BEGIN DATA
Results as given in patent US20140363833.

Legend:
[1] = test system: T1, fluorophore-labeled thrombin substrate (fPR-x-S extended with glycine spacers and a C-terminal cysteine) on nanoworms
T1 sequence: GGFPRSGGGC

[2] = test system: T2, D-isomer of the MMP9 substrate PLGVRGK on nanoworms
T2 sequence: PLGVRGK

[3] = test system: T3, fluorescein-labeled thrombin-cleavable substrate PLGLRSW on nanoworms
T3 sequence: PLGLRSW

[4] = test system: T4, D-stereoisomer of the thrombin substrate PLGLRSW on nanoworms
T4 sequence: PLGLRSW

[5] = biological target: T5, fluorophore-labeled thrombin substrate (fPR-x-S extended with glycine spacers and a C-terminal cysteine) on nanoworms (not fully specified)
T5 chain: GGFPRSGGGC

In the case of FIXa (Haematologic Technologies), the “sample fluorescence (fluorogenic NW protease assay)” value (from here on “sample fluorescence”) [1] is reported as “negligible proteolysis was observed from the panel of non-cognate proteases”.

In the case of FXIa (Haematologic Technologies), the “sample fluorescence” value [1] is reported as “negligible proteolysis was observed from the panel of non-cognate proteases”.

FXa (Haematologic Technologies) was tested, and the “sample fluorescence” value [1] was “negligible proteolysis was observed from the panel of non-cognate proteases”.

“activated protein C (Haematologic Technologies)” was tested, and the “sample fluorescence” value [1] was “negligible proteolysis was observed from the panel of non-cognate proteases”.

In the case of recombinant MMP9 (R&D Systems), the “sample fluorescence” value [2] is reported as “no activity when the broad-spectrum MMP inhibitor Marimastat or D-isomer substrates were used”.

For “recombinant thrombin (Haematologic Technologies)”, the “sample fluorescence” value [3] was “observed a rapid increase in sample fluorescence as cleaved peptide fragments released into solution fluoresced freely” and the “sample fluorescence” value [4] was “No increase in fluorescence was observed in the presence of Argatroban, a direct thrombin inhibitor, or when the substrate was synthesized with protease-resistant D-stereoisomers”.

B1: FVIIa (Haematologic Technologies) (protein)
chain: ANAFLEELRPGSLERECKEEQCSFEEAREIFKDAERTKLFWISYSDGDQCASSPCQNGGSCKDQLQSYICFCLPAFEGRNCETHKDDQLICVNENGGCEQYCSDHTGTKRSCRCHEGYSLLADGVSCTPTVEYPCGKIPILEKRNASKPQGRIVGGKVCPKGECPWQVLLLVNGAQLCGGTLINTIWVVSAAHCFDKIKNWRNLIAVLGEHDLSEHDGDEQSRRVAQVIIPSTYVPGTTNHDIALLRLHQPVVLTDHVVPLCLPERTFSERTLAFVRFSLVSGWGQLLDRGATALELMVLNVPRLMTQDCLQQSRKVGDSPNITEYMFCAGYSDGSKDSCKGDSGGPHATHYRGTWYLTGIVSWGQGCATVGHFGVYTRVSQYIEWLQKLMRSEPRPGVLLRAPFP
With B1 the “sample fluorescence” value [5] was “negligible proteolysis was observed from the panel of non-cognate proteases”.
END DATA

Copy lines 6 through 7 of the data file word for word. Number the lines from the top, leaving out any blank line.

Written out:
T2 sequence: PLGVRGK

[3] = test system: T3, fluorescein-labeled thrombin-cleavable substrate PLGLRSW on nanoworms